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Hongjian
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RE: Naval and Defense News

Post by Hongjian »

The carrier mockup in Wuhan Naval Institute received some major modifications: No Ski-Jump anymore, and a much reduced island!

Image
compared to the previous design of 2014, reflecting the Ex-Varyag/Liaoning CV (note that in late 2014/2015 the island was further reworked, possibly to simulate the altered design of the modified 2nd Liaoning-class carrier Type 001A currently under construction in Dalian Shipyard):
Image

So, people are of course quick to assume that this change would be an indication for China's next (3rd) carrier, the Type 002, which was rumored to be some Chinese version of the Kitty Hawk, a conventional CATOBAR carrier. The steel-cutting has already happened earlier this year, when rumors by the usual leakers are to be believed.

Some signs are already there: A J-15 variant might have surfaced featuring a catapult-capable forward landing gear dubbed the "J-15T" ("T" for Tangshe "Catapult Launch"):
Image

In any case, the near future will show whether these rumors and signs will prove to be right or wrong.
Hongjian
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RE: Naval and Defense News

Post by Hongjian »

http://www.reuters.com/article/us-china ... SKCN10812X
China says pressing ahead with own anti-missile system

China's Defence Ministry confirmed on Thursday that it was pressing ahead with anti-missile system tests after pictures appeared on state television, amid anger at South Korea's decision to deploy an advanced U.S. anti-missile system.

An announcement by South Korea and the United States this month that they would deploy a Terminal High Altitude Area Defence (THAAD) unit has drawn protests from China, which warned that the system would destabilize regional security.

The decision by the United States and South Korea is the latest move to squeeze increasingly isolated North Korea, but China worries the system's radar will be able to track its military capabilities. Russia also opposes the deployment.

Pictures broadcast this week on Chinese television were the third time since 2010 that China has publicly indicated tests of its own anti-missile system, state media said.

"To develop suitable capabilities for missile defense is necessary for China to maintain its national security," Defence Ministry spokesman Yang Yujun told a regular monthly briefing, when asked about the footage.

"It will improve the self-defense capability of China and is not targeting any specific country and will not affect international strategic stability," he added, without elaborating.

South Korea and the United States have said THAAD would only be used in defense against North Korean ballistic missiles and they have tried to assuage Chinese concerns, without apparent success.

A senior U.S. administration official said on Tuesday, at the end of a visit to China by U.S. National Security Adviser Susan Rice, that the decision to deploy THAAD did not threaten China's security.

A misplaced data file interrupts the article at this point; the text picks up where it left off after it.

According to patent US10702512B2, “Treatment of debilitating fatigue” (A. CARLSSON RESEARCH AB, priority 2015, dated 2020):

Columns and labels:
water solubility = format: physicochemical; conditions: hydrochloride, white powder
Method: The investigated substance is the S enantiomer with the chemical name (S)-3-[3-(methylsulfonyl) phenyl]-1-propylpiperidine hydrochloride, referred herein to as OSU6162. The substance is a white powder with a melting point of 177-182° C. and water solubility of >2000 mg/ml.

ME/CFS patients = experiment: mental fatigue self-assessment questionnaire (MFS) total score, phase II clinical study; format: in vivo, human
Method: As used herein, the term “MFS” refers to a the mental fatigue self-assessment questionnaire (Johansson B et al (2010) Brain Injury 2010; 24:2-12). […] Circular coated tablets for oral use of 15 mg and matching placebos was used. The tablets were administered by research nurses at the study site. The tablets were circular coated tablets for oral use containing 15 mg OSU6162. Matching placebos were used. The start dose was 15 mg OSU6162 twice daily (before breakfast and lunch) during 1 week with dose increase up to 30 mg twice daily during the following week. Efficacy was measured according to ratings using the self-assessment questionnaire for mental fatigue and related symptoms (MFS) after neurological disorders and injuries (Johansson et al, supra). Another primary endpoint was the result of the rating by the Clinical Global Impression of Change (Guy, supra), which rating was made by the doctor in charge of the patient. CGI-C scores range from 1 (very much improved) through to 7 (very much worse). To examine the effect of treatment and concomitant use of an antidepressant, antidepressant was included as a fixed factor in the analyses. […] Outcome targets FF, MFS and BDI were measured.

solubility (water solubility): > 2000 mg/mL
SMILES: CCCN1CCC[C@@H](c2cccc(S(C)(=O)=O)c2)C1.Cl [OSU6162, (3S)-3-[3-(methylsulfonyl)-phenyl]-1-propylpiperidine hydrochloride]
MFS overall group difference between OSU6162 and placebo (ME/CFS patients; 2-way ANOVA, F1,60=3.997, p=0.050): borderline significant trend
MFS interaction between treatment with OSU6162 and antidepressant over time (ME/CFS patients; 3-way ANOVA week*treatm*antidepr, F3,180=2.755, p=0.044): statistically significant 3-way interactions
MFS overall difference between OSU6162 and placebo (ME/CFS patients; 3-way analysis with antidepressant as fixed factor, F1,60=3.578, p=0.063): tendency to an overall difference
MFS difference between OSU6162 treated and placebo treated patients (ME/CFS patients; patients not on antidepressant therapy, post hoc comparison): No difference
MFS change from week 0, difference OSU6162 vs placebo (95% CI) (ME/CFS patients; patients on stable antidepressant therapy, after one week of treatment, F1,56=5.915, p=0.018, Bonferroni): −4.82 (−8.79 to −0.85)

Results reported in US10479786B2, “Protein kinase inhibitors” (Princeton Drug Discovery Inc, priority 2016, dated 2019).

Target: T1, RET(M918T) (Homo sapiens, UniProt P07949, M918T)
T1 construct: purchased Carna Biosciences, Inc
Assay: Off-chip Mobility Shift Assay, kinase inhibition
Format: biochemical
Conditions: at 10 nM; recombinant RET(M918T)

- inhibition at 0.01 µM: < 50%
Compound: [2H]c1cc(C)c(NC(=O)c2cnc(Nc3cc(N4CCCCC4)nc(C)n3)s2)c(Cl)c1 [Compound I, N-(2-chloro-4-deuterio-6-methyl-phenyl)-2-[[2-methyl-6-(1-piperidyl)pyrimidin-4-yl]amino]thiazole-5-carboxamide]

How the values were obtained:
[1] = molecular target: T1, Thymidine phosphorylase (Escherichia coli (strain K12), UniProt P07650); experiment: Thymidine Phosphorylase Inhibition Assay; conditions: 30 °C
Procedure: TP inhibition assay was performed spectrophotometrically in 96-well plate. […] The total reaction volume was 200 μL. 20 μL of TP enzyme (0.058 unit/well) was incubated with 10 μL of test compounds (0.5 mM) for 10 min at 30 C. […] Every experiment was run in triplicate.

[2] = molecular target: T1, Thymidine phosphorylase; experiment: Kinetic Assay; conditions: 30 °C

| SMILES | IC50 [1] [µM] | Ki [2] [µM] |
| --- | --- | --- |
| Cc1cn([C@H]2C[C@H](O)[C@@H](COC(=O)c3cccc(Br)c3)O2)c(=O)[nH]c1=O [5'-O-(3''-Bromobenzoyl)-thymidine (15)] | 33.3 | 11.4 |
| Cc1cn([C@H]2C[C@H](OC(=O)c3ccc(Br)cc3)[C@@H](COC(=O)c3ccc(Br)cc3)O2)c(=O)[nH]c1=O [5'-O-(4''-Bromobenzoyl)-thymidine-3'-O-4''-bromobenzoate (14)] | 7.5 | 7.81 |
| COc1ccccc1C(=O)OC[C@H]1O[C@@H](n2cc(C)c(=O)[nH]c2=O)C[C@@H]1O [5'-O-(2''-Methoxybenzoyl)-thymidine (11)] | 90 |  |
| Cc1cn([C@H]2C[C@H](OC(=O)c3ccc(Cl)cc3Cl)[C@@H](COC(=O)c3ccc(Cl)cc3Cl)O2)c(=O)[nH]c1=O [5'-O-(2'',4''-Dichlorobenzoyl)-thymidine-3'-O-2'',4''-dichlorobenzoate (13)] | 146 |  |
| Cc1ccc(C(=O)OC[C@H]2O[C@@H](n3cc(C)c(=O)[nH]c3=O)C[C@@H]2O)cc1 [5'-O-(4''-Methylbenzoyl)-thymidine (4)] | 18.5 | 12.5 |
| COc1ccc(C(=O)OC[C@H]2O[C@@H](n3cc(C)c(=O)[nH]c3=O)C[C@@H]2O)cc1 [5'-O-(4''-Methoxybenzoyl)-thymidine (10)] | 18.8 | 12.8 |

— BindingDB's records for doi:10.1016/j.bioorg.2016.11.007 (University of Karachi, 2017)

Yang repeated that China would consider taking unspecified measures to maintain strategic balance, and dismissed assertions that THAAD was no threat to China.

"As for the technical excuses from the United States and South Korea, experts can easily see how believable this is," he said.

North Korea has launched a series of missiles in recent months, the latest last week when it fired three ballistic missiles in what it said was a simulated test of preemptive strikes against South Korean ports and air fields used by the U.S. military.

China's military is undergoing an ambitious modernization program that has included tests of anti-satellite missiles.

Hopefully, this would mean that China finally discloses a bit more about the HQ-19 ABM system - such as some real photos and useable stats.
jun5896
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RE: Naval and Defense News

Post by jun5896 »

http://english.yonhapnews.co.kr/news/20 ... 51315.html

The secretary and the USFK commander were vague on details about what option is being examined to defend South Koreans and U.S. soldiers and other assets here, but sources in South Korea's military said Seoul may start discussions with the U.S. for the deployment of a Standard Missile-3 (SM-3) system here that could be deployed on South Korea's second batch of Aegis destroyers. Currently, South Korea's Navy operates SM-2 missiles with a flight range of around 150 km with its three Aegis destroyers, and there have been requests for the introduction of SM-3 missiles with a range of about 500 km to enhance the country's layers of defense.

South Korea MD Plans : SM-3 + THAAD(USFK) + PAC-3
Broncepulido
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RE: Naval and Defense News

Post by Broncepulido »

The Russian helicopter shoot-down yesterday in Syria was a Mi-8AMTSh/Mi-171Sh Terminator, RF-95585, one of most avanced Russian transport and assault types, in service from December 2010 or February 2014 (I was very intrigued this morning by this same photo in the newspaper, showing an unidentified (at least for me) metallic electro-optic ball below the tail boom, now at home with a little research is clear). The "ball" was not present at December 2015 in the same helicopter:
http://syria.liveuamap.com/en/2016/1-au ... -/comments
http://www.bloomberg.com/news/articles/ ... ia#media-1


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Raptorx7_slith
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RE: Naval and Defense News

Post by Raptorx7_slith »

U.S. Air Force declares first squadron of F-35A's combat ready!

http://www.defensenews.com/story/breaki ... /87948142/
Hongjian
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RE: Naval and Defense News

Post by Hongjian »